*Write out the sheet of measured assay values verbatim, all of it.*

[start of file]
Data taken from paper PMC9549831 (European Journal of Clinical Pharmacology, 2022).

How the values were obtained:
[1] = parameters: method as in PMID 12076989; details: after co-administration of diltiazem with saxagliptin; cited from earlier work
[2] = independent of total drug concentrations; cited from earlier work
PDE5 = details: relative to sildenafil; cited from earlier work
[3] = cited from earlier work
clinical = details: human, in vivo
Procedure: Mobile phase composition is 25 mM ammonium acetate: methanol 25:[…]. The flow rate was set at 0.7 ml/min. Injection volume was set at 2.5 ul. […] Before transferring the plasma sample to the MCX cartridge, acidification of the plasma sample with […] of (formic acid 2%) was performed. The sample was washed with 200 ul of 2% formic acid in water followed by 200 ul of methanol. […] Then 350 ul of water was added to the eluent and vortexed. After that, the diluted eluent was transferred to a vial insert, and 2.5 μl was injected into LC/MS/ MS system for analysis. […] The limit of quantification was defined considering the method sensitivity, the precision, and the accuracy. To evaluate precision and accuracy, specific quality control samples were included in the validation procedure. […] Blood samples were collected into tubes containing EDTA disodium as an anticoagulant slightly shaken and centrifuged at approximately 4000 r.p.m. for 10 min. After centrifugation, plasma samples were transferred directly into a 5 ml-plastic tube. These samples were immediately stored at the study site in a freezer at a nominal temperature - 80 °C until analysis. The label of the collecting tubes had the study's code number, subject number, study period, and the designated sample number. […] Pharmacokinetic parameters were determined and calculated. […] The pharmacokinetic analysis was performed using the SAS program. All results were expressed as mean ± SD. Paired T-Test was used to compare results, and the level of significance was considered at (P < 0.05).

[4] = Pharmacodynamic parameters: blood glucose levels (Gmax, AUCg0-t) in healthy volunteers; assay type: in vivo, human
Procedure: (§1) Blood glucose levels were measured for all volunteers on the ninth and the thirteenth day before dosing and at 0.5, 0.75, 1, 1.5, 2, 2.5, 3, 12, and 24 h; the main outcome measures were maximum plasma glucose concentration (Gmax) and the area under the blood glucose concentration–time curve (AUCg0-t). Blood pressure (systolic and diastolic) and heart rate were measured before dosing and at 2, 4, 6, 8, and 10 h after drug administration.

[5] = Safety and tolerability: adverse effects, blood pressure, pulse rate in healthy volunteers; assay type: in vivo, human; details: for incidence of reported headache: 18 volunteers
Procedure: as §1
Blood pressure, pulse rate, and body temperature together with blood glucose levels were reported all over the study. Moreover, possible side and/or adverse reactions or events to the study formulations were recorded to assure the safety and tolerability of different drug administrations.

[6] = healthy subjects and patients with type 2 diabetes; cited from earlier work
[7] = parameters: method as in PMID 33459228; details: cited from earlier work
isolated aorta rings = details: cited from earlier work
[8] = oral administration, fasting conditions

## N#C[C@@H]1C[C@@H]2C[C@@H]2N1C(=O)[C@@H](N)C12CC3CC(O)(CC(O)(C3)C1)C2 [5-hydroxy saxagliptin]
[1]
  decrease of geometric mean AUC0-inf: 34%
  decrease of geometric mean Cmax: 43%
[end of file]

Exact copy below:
Data taken from paper PMC9549831 (European Journal of Clinical Pharmacology, 2022).

How the values were obtained:
[1] = parameters: method as in PMID 12076989; details: after co-administration of diltiazem with saxagliptin; cited from earlier work
[2] = independent of total drug concentrations; cited from earlier work
PDE5 = details: relative to sildenafil; cited from earlier work
[3] = cited from earlier work
clinical = details: human, in vivo
Procedure: Mobile phase composition is 25 mM ammonium acetate: methanol 25:[…]. The flow rate was set at 0.7 ml/min. Injection volume was set at 2.5 ul. […] Before transferring the plasma sample to the MCX cartridge, acidification of the plasma sample with […] of (formic acid 2%) was performed. The sample was washed with 200 ul of 2% formic acid in water followed by 200 ul of methanol. […] Then 350 ul of water was added to the eluent and vortexed. After that, the diluted eluent was transferred to a vial insert, and 2.5 μl was injected into LC/MS/ MS system for analysis. […] The limit of quantification was defined considering the method sensitivity, the precision, and the accuracy. To evaluate precision and accuracy, specific quality control samples were included in the validation procedure. […] Blood samples were collected into tubes containing EDTA disodium as an anticoagulant slightly shaken and centrifuged at approximately 4000 r.p.m. for 10 min. After centrifugation, plasma samples were transferred directly into a 5 ml-plastic tube. These samples were immediately stored at the study site in a freezer at a nominal temperature - 80 °C until analysis. The label of the collecting tubes had the study's code number, subject number, study period, and the designated sample number. […] Pharmacokinetic parameters were determined and calculated. […] The pharmacokinetic analysis was performed using the SAS program. All results were expressed as mean ± SD. Paired T-Test was used to compare results, and the level of significance was considered at (P < 0.05).

[4] = Pharmacodynamic parameters: blood glucose levels (Gmax, AUCg0-t) in healthy volunteers; assay type: in vivo, human
Procedure: (§1) Blood glucose levels were measured for all volunteers on the ninth and the thirteenth day before dosing and at 0.5, 0.75, 1, 1.5, 2, 2.5, 3, 12, and 24 h; the main outcome measures were maximum plasma glucose concentration (Gmax) and the area under the blood glucose concentration–time curve (AUCg0-t). Blood pressure (systolic and diastolic) and heart rate were measured before dosing and at 2, 4, 6, 8, and 10 h after drug administration.

[5] = Safety and tolerability: adverse effects, blood pressure, pulse rate in healthy volunteers; assay type: in vivo, human; details: for incidence of reported headache: 18 volunteers
Procedure: as §1
Blood pressure, pulse rate, and body temperature together with blood glucose levels were reported all over the study. Moreover, possible side and/or adverse reactions or events to the study formulations were recorded to assure the safety and tolerability of different drug administrations.

[6] = healthy subjects and patients with type 2 diabetes; cited from earlier work
[7] = parameters: method as in PMID 33459228; details: cited from earlier work
isolated aorta rings = details: cited from earlier work
[8] = oral administration, fasting conditions

## N#C[C@@H]1C[C@@H]2C[C@@H]2N1C(=O)[C@@H](N)C12CC3CC(O)(CC(O)(C3)C1)C2 [5-hydroxy saxagliptin]
[1]
  decrease of geometric mean AUC0-inf: 34%
  decrease of geometric mean Cmax: 43%